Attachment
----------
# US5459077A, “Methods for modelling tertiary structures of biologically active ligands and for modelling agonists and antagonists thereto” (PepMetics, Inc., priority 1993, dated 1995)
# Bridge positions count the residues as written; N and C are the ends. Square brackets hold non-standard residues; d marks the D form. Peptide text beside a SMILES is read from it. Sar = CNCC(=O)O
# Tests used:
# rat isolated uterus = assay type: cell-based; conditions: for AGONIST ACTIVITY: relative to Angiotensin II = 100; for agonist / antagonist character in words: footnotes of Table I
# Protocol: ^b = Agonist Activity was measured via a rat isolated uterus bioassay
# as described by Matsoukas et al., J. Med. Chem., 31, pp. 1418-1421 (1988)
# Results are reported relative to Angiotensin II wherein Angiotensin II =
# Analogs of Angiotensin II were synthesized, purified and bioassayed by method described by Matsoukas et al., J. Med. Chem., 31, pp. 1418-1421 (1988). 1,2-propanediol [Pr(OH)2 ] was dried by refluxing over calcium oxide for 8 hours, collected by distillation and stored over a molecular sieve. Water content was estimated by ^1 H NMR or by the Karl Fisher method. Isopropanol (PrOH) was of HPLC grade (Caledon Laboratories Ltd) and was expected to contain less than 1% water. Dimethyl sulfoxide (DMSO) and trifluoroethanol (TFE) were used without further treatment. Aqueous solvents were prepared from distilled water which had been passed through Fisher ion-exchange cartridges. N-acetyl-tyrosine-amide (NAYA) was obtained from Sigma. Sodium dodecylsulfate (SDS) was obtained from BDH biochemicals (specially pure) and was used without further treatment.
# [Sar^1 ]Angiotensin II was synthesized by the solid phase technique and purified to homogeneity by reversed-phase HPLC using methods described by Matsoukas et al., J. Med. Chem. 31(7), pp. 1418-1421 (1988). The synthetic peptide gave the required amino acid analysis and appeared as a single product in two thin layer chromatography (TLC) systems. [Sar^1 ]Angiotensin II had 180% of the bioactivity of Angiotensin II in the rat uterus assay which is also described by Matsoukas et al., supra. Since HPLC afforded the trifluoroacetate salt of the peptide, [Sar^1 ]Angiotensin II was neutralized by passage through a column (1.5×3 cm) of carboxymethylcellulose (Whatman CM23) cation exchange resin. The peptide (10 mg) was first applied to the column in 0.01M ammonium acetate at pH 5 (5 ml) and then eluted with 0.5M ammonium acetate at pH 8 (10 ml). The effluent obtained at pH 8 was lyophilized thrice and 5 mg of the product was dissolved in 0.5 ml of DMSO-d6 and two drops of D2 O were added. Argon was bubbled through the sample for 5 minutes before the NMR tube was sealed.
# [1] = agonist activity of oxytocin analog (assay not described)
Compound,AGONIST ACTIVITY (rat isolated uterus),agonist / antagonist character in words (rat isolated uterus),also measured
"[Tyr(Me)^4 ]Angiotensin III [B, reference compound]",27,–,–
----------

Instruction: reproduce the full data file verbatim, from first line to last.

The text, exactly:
# US5459077A, “Methods for modelling tertiary structures of biologically active ligands and for modelling agonists and antagonists thereto” (PepMetics, Inc., priority 1993, dated 1995)
# Bridge positions count the residues as written; N and C are the ends. Square brackets hold non-standard residues; d marks the D form. Peptide text beside a SMILES is read from it. Sar = CNCC(=O)O
# Tests used:
# rat isolated uterus = assay type: cell-based; conditions: for AGONIST ACTIVITY: relative to Angiotensin II = 100; for agonist / antagonist character in words: footnotes of Table I
# Protocol: ^b = Agonist Activity was measured via a rat isolated uterus bioassay
# as described by Matsoukas et al., J. Med. Chem., 31, pp. 1418-1421 (1988)
# Results are reported relative to Angiotensin II wherein Angiotensin II =
# Analogs of Angiotensin II were synthesized, purified and bioassayed by method described by Matsoukas et al., J. Med. Chem., 31, pp. 1418-1421 (1988). 1,2-propanediol [Pr(OH)2 ] was dried by refluxing over calcium oxide for 8 hours, collected by distillation and stored over a molecular sieve. Water content was estimated by ^1 H NMR or by the Karl Fisher method. Isopropanol (PrOH) was of HPLC grade (Caledon Laboratories Ltd) and was expected to contain less than 1% water. Dimethyl sulfoxide (DMSO) and trifluoroethanol (TFE) were used without further treatment. Aqueous solvents were prepared from distilled water which had been passed through Fisher ion-exchange cartridges. N-acetyl-tyrosine-amide (NAYA) was obtained from Sigma. Sodium dodecylsulfate (SDS) was obtained from BDH biochemicals (specially pure) and was used without further treatment.
# [Sar^1 ]Angiotensin II was synthesized by the solid phase technique and purified to homogeneity by reversed-phase HPLC using methods described by Matsoukas et al., J. Med. Chem. 31(7), pp. 1418-1421 (1988). The synthetic peptide gave the required amino acid analysis and appeared as a single product in two thin layer chromatography (TLC) systems. [Sar^1 ]Angiotensin II had 180% of the bioactivity of Angiotensin II in the rat uterus assay which is also described by Matsoukas et al., supra. Since HPLC afforded the trifluoroacetate salt of the peptide, [Sar^1 ]Angiotensin II was neutralized by passage through a column (1.5×3 cm) of carboxymethylcellulose (Whatman CM23) cation exchange resin. The peptide (10 mg) was first applied to the column in 0.01M ammonium acetate at pH 5 (5 ml) and then eluted with 0.5M ammonium acetate at pH 8 (10 ml). The effluent obtained at pH 8 was lyophilized thrice and 5 mg of the product was dissolved in 0.5 ml of DMSO-d6 and two drops of D2 O were added. Argon was bubbled through the sample for 5 minutes before the NMR tube was sealed.
# [1] = agonist activity of oxytocin analog (assay not described)
Compound,AGONIST ACTIVITY (rat isolated uterus),agonist / antagonist character in words (rat isolated uterus),also measured
"[Tyr(Me)^4 ]Angiotensin III [B, reference compound]",27,–,–